The complete amino acid sequence of the Ca2+-dependent modulator protein (calmodulin) of bovine brain.

D. M. Watterson*, F. Sharief, T. C. Vanaman

*Corresponding author for this work

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440 Scopus citations


We present the data required to establish the complete amino acid sequence of bovine brain modulator protein, the multifunctional calcium-dependent regulatory protein. Bovine brain modulator protein contains 148 amino acid residues and has a molecular mass of 16,680 daltons. The protein commences with an acetylated alanyl residue in accord with the previous report that its NH2 terminus was blocked. The single residues of histidine and trimethyllysine occur at positions 107 and 115, respectively, in a region of the linear sequence implicated by other studies as important for calcium-dependent modulator protein-enzyme interactions. The sequence of bovine brain modulator protein demonstrated here is closely related to those of muscle troponin Cs, as originally suggested from considerations of the similarities in calcium binding and functional and physicochemical properties of these proteins (Watterson, D.M., Harrelson, W.G., Jr., Keller, P.M., Sharief, F., and Vanaman, T.C. (1976) J. Biol. chem. 251, 4501-4513). The linear amino acid sequence of bovine brain modulator protein is composed of four internally homologous sequences or domains, each of which contains the appropriate amino acids arranged so as to form a helix-loop-helix, calcium-binding structure. The high level of internal homology of bovine brain modulator protein and its relationship to the other members of the calcium-binding protein superfamily provide convincing evidence that 1) it arose early in the evolution of these related proteins and 2) it was formed by two successive tandem duplications of a gene encoding a small, single domain ancestral precursor. Comparison with the nearly complete sequences of the bovine uterus and rat testis modulator proteins reported by other laboratories indicates that this ubiquitous calcium-dependent regulatory protein does not occur in tissue-specific forms, commensurate with the proposed function of modulator protein as a mediator of calcium-second messenger function in eukaryotic cells.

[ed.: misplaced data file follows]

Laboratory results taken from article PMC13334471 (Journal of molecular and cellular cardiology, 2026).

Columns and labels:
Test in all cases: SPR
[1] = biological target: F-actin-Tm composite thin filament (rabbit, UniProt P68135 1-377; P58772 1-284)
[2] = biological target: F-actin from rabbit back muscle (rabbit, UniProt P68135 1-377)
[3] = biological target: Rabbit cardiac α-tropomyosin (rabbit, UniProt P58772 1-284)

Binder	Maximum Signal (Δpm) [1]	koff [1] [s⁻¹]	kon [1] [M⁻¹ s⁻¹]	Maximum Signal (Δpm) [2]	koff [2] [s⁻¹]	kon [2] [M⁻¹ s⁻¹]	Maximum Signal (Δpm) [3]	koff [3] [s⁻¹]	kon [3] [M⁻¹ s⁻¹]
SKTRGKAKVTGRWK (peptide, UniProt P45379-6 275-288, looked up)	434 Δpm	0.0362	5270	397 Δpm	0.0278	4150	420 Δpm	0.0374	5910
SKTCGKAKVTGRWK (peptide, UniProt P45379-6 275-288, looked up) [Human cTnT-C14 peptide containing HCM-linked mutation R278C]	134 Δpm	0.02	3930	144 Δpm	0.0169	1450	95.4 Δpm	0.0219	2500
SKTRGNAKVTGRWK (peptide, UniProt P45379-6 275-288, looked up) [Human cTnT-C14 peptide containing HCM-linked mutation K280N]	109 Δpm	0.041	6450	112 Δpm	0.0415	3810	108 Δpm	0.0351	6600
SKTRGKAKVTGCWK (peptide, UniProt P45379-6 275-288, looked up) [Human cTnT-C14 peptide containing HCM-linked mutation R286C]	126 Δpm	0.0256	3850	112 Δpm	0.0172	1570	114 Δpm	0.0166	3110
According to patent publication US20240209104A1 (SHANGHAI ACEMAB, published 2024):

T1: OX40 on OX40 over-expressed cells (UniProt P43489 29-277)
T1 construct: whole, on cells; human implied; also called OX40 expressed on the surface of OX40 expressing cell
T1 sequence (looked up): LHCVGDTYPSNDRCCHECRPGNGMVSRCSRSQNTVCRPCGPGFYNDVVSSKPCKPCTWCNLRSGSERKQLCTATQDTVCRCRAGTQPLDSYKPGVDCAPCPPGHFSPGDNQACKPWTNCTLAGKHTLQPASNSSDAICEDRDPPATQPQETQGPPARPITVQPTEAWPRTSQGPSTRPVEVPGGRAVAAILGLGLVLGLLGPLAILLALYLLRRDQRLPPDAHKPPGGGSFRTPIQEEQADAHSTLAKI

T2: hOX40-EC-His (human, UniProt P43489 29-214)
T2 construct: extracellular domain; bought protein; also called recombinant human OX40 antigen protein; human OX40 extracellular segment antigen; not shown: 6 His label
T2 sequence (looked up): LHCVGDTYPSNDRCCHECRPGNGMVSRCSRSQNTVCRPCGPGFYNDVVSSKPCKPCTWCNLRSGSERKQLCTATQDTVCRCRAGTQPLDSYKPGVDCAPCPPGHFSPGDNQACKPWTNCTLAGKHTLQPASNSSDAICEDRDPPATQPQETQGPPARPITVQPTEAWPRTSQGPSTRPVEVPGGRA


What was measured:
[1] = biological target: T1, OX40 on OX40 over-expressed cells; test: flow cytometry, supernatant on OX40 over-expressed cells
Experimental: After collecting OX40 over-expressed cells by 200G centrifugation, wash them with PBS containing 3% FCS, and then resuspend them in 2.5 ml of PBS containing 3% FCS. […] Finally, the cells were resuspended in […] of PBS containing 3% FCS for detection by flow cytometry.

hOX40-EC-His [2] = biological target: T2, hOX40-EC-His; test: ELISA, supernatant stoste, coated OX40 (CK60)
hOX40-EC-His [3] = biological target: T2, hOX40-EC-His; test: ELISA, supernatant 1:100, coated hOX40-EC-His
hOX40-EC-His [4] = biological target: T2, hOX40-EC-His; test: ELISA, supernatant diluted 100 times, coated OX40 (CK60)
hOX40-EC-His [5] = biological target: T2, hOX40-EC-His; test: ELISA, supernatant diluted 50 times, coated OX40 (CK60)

Original languageEnglish (US)
Pages (from-to)962-975
Number of pages14
JournalJournal of Biological Chemistry
Issue number3
StatePublished - Feb 10 1980

ASJC Scopus subject areas

  • Biochemistry
  • Molecular Biology
  • Cell Biology


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